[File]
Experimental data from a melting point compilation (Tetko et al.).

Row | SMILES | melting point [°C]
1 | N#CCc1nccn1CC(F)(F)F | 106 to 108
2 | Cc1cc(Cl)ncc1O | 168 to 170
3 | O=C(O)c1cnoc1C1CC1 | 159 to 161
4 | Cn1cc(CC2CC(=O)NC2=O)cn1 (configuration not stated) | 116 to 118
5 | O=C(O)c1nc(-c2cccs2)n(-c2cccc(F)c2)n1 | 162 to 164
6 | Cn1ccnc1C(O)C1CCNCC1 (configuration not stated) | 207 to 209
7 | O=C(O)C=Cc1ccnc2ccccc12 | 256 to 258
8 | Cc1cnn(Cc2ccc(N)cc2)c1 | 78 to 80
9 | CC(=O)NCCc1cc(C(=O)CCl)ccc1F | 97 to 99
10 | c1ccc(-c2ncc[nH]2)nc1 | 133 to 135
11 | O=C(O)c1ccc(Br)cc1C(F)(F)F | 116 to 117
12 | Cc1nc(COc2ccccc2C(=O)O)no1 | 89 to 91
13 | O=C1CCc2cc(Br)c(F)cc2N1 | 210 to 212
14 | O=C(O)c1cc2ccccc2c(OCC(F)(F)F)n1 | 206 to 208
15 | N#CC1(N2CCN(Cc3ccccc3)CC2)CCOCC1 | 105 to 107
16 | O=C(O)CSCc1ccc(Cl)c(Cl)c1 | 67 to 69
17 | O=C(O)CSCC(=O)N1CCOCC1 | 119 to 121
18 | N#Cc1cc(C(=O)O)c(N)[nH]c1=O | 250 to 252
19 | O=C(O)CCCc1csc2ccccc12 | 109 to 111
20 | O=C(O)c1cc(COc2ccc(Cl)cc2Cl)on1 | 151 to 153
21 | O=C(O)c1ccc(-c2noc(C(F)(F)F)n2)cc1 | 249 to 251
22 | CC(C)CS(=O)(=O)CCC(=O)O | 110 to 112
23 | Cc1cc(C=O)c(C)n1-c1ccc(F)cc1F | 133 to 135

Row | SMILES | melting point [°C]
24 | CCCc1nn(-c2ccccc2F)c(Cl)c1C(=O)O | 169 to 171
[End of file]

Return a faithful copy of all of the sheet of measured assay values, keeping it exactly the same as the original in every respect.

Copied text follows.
Experimental data from a melting point compilation (Tetko et al.).

Row | SMILES | melting point [°C]
1 | N#CCc1nccn1CC(F)(F)F | 106 to 108
2 | Cc1cc(Cl)ncc1O | 168 to 170
3 | O=C(O)c1cnoc1C1CC1 | 159 to 161
4 | Cn1cc(CC2CC(=O)NC2=O)cn1 (configuration not stated) | 116 to 118
5 | O=C(O)c1nc(-c2cccs2)n(-c2cccc(F)c2)n1 | 162 to 164
6 | Cn1ccnc1C(O)C1CCNCC1 (configuration not stated) | 207 to 209
7 | O=C(O)C=Cc1ccnc2ccccc12 | 256 to 258
8 | Cc1cnn(Cc2ccc(N)cc2)c1 | 78 to 80
9 | CC(=O)NCCc1cc(C(=O)CCl)ccc1F | 97 to 99
10 | c1ccc(-c2ncc[nH]2)nc1 | 133 to 135
11 | O=C(O)c1ccc(Br)cc1C(F)(F)F | 116 to 117
12 | Cc1nc(COc2ccccc2C(=O)O)no1 | 89 to 91
13 | O=C1CCc2cc(Br)c(F)cc2N1 | 210 to 212
14 | O=C(O)c1cc2ccccc2c(OCC(F)(F)F)n1 | 206 to 208
15 | N#CC1(N2CCN(Cc3ccccc3)CC2)CCOCC1 | 105 to 107
16 | O=C(O)CSCc1ccc(Cl)c(Cl)c1 | 67 to 69
17 | O=C(O)CSCC(=O)N1CCOCC1 | 119 to 121
18 | N#Cc1cc(C(=O)O)c(N)[nH]c1=O | 250 to 252
19 | O=C(O)CCCc1csc2ccccc12 | 109 to 111
20 | O=C(O)c1cc(COc2ccc(Cl)cc2Cl)on1 | 151 to 153
21 | O=C(O)c1ccc(-c2noc(C(F)(F)F)n2)cc1 | 249 to 251
22 | CC(C)CS(=O)(=O)CCC(=O)O | 110 to 112
23 | Cc1cc(C=O)c(C)n1-c1ccc(F)cc1F | 133 to 135

Row | SMILES | melting point [°C]
24 | CCCc1nn(-c2ccccc2F)c(Cl)c1C(=O)O | 169 to 171